This post is entirely Bexis’ work – for the best reason in the world. Co-blogger Herrmann is victorious counsel for the defendant in the case we’re describing.
Hot off the presses, is Dobbs v. Wyeth Pharmaceuticals, No. CIV-04-1762-D (W.D. Okla. Jan. 17 2008), copy here (now reported at 530 F. Supp.2d 1275). Briefly, the court holds that failure to warn claims about suicide risk as of 12/2002 (the suicide date) are preempted by FDA decisions that there wasn’t then (and isn’t now) any scientifically valid evidence supporting a suicide risk in adults. It’s a well written, even scholarly, 25-page opinion that goes through all the issues regarding deference to the FDA’s positions (amicus briefs and 2006 Final Rule), both generally and with specific reference to SSRI suicidality (pp.5-22). The court sides with those courts that grant the FDA “considerable deference” (p.21), but ultimately decides the case on impossibility, since the FDA had rejected the exact type of warning plaintiff was advocating (pp. 23-24).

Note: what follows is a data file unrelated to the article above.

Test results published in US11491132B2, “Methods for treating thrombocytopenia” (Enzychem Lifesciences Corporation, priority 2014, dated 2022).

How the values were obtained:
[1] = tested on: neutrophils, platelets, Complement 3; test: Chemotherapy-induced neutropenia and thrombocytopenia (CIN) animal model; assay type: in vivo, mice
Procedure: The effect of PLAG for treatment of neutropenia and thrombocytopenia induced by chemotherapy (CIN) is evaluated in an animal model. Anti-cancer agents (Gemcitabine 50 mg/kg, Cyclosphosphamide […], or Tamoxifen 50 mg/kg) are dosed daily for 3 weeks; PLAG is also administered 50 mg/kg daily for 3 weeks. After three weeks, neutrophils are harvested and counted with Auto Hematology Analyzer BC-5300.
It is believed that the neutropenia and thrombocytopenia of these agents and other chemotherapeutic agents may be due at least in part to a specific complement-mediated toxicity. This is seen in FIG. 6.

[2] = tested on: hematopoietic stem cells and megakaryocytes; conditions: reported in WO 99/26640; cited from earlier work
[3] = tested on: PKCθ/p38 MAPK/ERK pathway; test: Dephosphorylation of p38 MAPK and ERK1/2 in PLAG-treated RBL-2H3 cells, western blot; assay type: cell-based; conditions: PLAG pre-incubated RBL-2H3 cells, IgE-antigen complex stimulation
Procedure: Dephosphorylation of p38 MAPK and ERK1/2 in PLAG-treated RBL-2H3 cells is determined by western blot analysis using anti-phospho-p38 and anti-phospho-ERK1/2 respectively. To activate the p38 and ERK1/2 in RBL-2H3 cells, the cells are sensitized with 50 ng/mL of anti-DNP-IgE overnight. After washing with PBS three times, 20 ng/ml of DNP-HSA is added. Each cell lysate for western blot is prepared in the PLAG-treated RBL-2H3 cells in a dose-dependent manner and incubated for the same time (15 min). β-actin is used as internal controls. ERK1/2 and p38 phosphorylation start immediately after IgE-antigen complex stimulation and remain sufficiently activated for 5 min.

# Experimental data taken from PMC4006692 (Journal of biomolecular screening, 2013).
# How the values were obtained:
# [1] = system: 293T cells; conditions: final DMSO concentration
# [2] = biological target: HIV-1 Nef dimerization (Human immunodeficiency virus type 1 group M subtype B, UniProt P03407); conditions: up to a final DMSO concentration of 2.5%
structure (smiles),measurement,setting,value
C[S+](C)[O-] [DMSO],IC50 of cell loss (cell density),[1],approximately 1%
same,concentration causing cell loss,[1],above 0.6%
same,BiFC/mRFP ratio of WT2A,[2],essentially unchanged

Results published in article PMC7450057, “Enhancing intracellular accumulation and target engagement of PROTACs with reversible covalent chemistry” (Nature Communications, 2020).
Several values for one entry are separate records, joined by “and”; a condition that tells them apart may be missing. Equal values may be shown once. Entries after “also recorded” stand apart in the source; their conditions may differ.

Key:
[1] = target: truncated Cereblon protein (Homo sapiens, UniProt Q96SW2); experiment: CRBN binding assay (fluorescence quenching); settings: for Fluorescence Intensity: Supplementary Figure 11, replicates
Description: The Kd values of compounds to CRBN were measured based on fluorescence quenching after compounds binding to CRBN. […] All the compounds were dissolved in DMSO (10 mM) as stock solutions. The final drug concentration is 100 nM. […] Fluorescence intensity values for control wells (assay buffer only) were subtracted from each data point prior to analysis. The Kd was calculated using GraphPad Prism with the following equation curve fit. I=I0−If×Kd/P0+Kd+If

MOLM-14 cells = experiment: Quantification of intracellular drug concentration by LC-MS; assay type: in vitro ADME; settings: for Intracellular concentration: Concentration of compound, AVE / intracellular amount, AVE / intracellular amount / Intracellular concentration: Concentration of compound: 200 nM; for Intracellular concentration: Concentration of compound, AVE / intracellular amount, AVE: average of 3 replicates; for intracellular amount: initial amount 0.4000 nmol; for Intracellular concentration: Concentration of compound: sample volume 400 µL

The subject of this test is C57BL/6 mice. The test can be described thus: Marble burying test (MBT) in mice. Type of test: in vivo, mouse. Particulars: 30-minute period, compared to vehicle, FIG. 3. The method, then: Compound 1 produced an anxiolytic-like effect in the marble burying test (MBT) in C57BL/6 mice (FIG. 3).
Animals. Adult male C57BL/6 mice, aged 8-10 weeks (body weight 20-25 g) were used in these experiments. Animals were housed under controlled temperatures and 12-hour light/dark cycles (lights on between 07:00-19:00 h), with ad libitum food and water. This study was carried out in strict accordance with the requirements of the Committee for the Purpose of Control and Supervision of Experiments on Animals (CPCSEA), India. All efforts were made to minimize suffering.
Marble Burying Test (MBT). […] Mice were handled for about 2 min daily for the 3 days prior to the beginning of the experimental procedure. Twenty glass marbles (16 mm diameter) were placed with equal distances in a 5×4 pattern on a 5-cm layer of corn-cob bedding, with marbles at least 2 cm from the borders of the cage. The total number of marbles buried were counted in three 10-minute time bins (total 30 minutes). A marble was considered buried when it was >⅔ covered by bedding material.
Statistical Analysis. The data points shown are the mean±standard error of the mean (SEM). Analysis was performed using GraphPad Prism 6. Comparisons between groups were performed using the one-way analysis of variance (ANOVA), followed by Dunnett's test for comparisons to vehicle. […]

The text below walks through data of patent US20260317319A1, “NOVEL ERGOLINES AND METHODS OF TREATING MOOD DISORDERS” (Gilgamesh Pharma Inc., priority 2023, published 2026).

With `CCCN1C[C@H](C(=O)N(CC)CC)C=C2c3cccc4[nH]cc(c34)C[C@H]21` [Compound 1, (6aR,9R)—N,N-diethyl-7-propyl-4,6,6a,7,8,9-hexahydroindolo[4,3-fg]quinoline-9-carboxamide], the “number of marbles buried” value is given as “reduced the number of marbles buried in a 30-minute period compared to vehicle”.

Kudos to Herrmann for bringing home the preemption bacon.